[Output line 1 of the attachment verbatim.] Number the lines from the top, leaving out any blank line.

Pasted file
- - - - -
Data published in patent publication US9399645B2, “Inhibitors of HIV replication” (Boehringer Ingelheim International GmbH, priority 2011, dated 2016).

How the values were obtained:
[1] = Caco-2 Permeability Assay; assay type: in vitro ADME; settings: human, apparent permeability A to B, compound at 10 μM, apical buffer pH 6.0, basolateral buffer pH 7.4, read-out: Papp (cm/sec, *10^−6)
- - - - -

Data published in patent publication US9399645B2, “Inhibitors of HIV replication” (Boehringer Ingelheim International GmbH, priority 2011, dated 2016).